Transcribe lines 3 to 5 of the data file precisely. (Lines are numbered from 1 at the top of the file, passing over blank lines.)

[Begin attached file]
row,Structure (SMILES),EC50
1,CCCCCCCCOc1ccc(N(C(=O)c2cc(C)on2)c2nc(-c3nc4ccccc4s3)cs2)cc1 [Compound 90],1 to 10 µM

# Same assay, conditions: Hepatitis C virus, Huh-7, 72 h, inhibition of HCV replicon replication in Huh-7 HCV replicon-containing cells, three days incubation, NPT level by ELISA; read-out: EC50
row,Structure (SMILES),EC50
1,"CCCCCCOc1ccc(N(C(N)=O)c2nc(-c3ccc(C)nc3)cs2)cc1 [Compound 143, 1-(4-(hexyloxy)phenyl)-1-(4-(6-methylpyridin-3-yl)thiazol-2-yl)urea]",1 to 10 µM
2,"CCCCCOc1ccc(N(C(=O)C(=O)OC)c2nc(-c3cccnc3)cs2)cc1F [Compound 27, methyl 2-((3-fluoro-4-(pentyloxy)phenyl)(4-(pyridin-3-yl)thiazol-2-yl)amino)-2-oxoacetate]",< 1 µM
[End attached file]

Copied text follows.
# Same assay, conditions: Hepatitis C virus, Huh-7, 72 h, inhibition of HCV replicon replication in Huh-7 HCV replicon-containing cells, three days incubation, NPT level by ELISA; read-out: EC50
row,Structure (SMILES),EC50
1,"CCCCCCOc1ccc(N(C(N)=O)c2nc(-c3ccc(C)nc3)cs2)cc1 [Compound 143, 1-(4-(hexyloxy)phenyl)-1-(4-(6-methylpyridin-3-yl)thiazol-2-yl)urea]",1 to 10 µM